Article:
Wherever there is work, there is the possibility of workplace bullying rearing its ugly head. It is a bane that all managers and company owners are eager to stamp out, but in many cases the signs of bullying developing slip under the radar. So how can these signs be spotted? And more importantly, what can HR do to deal with them?
Workplace bullying is a very real issue, even in these modern times of employee wellbeing and team-building initiatives. A 2015 UK report revealed that 37% of surveyed employees claimed to have been victims of bullying in the workplace while 21% said they had witnessed work colleagues being bullied. However, of those two groups, over half (52%) had done nothing about it.
And the problem is not restricted to any specific type of enterprise or organisation. In July this year, an inquiry was carried out into work practices in the House of Commons in Westminster, London after complaints of an ingrained bullying culture. It concluded that efforts to address bullying and harassment of parliamentary staff were “insufficient”.
Despite the prevailing idea that bullying is simply colleagues not getting along, the reality is that it has a deeply negative impact on an organisation. It can reduce productivity, lower employee retention, increase absenteeism and result in poorer work quality. This will ultimately cost businesses clients and revenue.
What’s more, the organisation can face serious legal ramifications if an employer is proven not to have done enough to respond to instances of workplace bullying. So, dealing with the problem is a very real obligation.
What Is Workplace Bullying?
One of the reasons bullying can be so difficult to identify is its wide range of examples. In many cases, bullying is accepted in the guise of professional criticism.
Perhaps most surprising is that no legislation exists that prohibits workplace bullying; instead, it is referred to as harassment. According to the UK’s Equality Act 2010, bullying and harassment are defined as “behaviour that makes someone feel intimidated or offended”.
Examples of bullying (or harassment) include:
- Spreading malicious rumours
- Unfair treatment
- Picking on someone
- Regularly undermining a competent worker
- Denying someone training or promotion opportunities
This behaviour is categorised as harassment if it relates to:
- Gender reassignment
- Marriage and Civil Partnership
- Pregnancy and Maternity
- Religion or Belief
- Sexual Orientation
Addressing The Workplace Bullying Problem
So, what can be done? Well, HR Departments can play a key role in dealing with the issue, and indeed creating a better workplace environment. There are also some simple steps to take.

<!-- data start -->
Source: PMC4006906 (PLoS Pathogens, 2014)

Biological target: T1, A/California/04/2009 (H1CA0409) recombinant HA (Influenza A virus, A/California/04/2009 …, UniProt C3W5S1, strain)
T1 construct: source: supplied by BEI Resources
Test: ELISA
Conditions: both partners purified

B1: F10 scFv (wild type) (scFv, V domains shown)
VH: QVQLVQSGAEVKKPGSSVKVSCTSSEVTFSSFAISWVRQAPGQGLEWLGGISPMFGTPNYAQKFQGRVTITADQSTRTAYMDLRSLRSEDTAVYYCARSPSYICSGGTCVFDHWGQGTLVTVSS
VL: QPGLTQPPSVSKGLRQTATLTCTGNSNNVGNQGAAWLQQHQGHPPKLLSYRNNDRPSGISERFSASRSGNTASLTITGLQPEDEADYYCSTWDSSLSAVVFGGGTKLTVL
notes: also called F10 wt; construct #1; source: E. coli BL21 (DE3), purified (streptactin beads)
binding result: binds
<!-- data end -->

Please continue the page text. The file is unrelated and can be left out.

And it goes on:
- Have An Anti-Bullying Policy
- Promote Your Company Culture
- Be Approachable
Official policies are proven to help greatly in clarifying issues, so having an official Workplace Anti-Bullying Policy should have a positive result. Make sure to offer clear definitions, strong examples, and to recommend procedures to take and punishments to face. Most of all, outline the behaviour your organisation expects of its employees, regardless of their rank.
Employees should understand workplace bullying is a no-no. Yet, even the most on-board employees can fail to recognise it. A good example is humour: what one person thinks is funny, another may see as offensive or overly critical. Listen for red flag statements like “I was only joking” or “Don’t be so sensitive”.
For victims of bullying and harassment, there is a tendency to bury their experiences and feeling deep down. This is not a good idea. So, you need to let everyone know that management is approachable on the subject. Keep your door open to these issues, and that equal treatment is guaranteed.
Where a case arises that need action, there needs to be a clear procedure to follow.
- Formal Investigation
Get the facts of an incident in a confidential and informal way. There is more than one side to a story so it’s important to listen to all sides involved.
Try to find a solution between the parties. This depends heavily on willingness on both sides, but it can be the most amicable way to resolve the situation.
If the steps above are unfruitful, then the next step is a formal investigation. This is where your Employee Policy takes over, with a defined procedure and disciplinary process to follow.
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